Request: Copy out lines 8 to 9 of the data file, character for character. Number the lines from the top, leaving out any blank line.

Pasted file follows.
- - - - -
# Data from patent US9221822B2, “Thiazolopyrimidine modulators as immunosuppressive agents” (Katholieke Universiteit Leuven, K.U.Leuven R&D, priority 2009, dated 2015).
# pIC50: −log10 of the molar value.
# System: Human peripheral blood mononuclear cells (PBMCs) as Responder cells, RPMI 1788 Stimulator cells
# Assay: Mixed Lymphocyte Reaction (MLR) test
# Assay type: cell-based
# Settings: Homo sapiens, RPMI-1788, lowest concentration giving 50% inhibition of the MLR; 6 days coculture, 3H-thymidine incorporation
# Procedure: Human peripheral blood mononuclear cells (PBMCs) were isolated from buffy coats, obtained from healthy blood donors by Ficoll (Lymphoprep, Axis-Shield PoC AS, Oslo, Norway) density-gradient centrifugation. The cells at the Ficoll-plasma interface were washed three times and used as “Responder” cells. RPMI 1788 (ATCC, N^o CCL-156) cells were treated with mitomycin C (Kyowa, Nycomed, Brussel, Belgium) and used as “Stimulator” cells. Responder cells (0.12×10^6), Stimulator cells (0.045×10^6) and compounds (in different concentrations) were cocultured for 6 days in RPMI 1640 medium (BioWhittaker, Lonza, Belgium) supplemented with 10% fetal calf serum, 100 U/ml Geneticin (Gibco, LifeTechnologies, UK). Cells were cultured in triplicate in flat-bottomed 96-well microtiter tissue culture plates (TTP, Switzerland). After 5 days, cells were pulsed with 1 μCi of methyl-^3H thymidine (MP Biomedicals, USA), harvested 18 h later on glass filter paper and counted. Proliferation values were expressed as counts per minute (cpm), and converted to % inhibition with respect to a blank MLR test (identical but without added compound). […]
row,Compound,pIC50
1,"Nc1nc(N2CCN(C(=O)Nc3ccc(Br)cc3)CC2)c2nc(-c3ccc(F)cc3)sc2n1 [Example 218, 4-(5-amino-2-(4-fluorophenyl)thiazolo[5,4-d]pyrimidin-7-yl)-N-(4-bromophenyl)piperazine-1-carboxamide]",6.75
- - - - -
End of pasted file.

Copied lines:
row,Compound,pIC50
1,"Nc1nc(N2CCN(C(=O)Nc3ccc(Br)cc3)CC2)c2nc(-c3ccc(F)cc3)sc2n1 [Example 218, 4-(5-amino-2-(4-fluorophenyl)thiazolo[5,4-d]pyrimidin-7-yl)-N-(4-bromophenyl)piperazine-1-carboxamide]",6.75